Organic farming raises soil carbon levels
Recent research from the Soil Association
The research reviewed 39 comparative studies of organic farming covering over 100 individual comparisons. The research’s key findings are:
* The widespread adoption of organic farming practices
* A worldwide switch to organic farming could offset 11% of all global greenhouse gas emissions. Raising soil carbon levels would also make farming worldwide more resilient to extremes of climate like droughts and floods, leading to greater food security.
* On average organic farming produces 28% higher levels of soil carbon compared to non-organic farming in Northern Europe, and 20% higher for all countries studied (in Europe, North America and Australasia).
* In the
The evidence presented suggests that action to raise soil carbon levels - through more widespread adoption of organic farming practices and grass-based and mixed farming systems – can make a significant and immediate contribution to greenhouse gas mitigation.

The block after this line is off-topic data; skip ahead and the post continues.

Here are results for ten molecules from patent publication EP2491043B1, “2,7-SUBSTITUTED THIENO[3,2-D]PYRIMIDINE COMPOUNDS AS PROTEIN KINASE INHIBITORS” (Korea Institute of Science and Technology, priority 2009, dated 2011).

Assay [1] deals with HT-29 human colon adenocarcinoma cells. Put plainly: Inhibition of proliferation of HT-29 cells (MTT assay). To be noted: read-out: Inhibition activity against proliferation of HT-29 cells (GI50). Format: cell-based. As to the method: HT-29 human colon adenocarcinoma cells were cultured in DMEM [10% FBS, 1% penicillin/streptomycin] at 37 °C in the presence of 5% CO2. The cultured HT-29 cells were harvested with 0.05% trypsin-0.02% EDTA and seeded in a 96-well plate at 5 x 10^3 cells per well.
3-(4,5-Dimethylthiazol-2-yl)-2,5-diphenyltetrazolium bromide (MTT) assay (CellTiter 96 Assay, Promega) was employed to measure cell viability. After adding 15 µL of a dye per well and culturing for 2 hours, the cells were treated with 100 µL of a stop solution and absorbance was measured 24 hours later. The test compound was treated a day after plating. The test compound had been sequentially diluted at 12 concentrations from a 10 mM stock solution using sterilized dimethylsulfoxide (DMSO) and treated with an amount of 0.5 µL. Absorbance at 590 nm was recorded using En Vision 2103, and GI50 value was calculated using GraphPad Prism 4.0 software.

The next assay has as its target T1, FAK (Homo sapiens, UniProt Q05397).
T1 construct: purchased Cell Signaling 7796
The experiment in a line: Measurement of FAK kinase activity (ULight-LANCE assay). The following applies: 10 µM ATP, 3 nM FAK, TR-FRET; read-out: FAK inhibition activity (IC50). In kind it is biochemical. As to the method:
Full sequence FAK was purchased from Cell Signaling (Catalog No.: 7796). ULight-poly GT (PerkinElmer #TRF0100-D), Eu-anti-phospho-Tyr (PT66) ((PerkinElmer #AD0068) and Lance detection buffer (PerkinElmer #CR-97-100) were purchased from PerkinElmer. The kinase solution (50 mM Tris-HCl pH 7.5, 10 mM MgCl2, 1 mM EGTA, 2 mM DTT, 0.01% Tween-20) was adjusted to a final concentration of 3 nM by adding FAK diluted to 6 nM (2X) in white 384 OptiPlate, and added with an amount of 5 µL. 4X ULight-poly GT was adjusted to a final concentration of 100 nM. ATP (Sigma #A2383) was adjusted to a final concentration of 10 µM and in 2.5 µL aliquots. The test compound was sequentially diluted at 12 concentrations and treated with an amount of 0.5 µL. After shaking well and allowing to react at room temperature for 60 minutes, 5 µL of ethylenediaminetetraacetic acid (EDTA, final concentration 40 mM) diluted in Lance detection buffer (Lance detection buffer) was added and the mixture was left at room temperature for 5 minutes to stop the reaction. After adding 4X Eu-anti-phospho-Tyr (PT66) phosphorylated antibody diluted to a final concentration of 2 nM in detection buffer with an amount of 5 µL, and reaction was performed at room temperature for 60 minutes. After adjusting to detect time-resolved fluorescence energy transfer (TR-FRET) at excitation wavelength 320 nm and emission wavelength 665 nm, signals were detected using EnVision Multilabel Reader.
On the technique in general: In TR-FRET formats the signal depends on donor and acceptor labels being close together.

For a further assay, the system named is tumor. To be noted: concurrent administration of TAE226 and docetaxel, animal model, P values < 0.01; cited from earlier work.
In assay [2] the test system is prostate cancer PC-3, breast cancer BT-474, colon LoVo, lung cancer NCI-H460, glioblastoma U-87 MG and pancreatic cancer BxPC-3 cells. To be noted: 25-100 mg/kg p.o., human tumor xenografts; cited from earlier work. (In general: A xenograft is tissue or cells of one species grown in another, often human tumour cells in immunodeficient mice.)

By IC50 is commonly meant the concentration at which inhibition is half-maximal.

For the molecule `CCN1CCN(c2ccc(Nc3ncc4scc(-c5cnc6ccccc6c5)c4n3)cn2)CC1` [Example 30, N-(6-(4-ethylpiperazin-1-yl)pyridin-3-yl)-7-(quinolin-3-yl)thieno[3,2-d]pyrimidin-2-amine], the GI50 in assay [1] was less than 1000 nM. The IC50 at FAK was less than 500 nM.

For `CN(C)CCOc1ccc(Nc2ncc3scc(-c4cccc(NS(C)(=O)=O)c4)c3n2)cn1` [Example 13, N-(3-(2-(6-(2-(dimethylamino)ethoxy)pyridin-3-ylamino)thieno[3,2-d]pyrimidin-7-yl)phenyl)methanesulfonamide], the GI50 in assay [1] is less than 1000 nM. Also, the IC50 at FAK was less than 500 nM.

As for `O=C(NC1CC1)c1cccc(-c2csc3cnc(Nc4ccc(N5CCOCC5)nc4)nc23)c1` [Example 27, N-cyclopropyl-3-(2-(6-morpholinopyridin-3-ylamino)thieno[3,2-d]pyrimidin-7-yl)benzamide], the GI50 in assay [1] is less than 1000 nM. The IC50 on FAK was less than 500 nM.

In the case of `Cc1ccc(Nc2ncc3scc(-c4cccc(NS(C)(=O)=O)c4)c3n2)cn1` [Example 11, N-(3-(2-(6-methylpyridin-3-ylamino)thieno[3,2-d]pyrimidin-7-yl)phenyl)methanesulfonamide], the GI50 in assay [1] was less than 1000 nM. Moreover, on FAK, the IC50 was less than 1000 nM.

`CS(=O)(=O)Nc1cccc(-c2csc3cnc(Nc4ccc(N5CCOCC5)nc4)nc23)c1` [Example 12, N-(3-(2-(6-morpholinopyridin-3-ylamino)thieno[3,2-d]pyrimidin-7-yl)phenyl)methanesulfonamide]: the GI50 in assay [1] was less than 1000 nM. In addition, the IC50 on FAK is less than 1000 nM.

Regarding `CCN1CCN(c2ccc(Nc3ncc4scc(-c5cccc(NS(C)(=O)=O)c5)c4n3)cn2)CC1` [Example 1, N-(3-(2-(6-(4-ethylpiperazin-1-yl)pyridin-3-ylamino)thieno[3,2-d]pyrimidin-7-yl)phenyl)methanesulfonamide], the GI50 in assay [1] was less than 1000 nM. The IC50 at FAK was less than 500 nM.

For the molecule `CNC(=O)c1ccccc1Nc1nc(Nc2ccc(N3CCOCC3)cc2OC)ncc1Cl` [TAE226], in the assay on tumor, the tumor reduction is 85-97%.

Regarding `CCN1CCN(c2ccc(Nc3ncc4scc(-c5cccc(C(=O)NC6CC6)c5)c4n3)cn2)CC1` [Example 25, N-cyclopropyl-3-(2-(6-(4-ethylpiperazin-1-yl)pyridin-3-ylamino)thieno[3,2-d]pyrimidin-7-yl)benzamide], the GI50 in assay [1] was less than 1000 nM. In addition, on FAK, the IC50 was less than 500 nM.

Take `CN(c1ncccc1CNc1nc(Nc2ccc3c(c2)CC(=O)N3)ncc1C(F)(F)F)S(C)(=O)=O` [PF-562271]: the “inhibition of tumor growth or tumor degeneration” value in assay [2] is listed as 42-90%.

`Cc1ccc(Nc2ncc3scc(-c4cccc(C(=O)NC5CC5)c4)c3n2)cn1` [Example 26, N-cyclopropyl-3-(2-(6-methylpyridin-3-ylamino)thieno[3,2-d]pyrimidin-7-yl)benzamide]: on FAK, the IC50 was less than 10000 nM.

For example, the Rodale Institute in
Raising soil carbon levels can also contribute to climate adaptation, by improving soil structure and quality, hence reducing the impacts of flooding, droughts, water shortages and desertification.
The Soil Association’s full report
and a summary is available at http://www.soilassociation.org/Whyorganic/Climatefriendlyfoodandfarming/
Another report by the Rodale Institute, Regenerative Organic Farming:
A Solution to Global Warming, which reinforces the conclusions, is available at www.rodaleinstitute.org/files/Rodale_Research_Paper-07_30_08.pdf